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May 7th, 2008
1:30 PM - 2:15 PM
Regency AB (Ballroom Level)
Mountain Time
Session Type: Keynote Speaker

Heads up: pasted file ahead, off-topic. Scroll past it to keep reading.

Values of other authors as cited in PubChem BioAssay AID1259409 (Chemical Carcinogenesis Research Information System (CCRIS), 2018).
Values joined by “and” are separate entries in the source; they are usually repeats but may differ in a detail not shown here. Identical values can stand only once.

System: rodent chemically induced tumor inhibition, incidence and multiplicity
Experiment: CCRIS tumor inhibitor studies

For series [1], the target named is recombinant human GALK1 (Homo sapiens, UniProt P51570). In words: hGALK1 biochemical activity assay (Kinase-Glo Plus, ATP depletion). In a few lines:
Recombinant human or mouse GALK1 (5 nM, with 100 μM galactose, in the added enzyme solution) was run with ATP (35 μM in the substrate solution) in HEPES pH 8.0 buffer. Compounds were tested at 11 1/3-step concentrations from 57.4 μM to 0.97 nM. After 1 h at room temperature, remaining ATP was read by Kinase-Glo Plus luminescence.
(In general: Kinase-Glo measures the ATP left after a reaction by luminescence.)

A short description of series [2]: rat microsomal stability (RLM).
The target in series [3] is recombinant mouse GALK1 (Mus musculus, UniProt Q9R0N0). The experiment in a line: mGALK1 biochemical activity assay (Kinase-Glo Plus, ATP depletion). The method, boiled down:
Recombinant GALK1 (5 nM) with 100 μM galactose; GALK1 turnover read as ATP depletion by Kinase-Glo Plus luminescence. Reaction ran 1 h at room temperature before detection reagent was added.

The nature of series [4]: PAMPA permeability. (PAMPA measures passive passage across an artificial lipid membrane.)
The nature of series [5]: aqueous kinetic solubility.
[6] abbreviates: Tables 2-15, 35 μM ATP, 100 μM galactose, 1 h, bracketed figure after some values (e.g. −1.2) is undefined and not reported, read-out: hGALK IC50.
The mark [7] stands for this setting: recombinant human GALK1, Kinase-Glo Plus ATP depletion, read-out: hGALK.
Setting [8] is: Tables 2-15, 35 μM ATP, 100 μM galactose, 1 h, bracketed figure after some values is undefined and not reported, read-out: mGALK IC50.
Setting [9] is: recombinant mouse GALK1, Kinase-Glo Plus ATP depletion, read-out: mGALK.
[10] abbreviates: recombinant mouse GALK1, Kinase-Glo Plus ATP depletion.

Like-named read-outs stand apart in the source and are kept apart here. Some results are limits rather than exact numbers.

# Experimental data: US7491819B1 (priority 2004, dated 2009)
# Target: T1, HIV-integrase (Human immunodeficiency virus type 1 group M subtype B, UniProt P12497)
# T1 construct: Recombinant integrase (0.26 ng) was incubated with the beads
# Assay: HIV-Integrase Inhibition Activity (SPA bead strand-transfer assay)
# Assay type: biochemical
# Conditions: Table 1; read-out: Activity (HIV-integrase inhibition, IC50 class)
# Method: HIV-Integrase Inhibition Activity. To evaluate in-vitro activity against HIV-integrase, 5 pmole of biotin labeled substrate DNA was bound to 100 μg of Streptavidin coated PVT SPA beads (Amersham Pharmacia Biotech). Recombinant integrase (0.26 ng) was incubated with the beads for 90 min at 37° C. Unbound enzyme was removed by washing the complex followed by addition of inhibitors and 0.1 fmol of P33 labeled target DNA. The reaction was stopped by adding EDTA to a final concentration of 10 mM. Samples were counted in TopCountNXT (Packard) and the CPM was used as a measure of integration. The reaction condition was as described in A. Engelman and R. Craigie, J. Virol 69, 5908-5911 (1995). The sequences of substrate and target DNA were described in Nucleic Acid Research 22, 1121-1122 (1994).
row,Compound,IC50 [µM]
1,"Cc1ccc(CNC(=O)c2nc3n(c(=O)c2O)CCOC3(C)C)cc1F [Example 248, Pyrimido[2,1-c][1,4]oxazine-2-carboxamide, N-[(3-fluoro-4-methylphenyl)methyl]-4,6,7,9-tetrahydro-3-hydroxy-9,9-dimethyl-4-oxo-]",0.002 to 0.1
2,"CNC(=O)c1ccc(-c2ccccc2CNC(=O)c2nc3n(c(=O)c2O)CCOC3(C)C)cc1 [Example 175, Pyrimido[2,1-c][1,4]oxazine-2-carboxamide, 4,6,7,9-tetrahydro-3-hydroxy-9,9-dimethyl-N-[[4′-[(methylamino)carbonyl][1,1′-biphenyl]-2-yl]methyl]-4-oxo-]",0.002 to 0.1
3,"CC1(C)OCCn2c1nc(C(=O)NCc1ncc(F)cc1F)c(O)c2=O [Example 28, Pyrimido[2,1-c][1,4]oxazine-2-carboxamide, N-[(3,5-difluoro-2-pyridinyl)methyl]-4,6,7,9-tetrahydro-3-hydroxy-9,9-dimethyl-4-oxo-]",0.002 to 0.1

U.S. universities have come to see their universes in global terms, most visibly in brand-new overseas campuses. But just as important are joint teaching and research projects that dramatically intensify the flow of data to points halfway around the world. Historically, such data flows have required the physical transportation of people or storage media from place to place. Dramatic improvements in networking technology, however, are changing academic leaders' perceptions of the kinds of collaborations that are possible. The most ambitious forms of network cooperation test the capabilities of the global cyberinfrastructure, with bits crossing campus, regional, national, and international networks. Each of the four tiers is a vital link. Each involves a different set of actors, challenging us to develop new policies and governance structures that respond to the concerns of each level, as well as a truly global perspective that is not yet effectively captured. Our national policy community must step into this void, helping demonstrate the range of possibilities and the choices we face, while respecting and reflecting that people in other countries will likely perceive matters differently from us.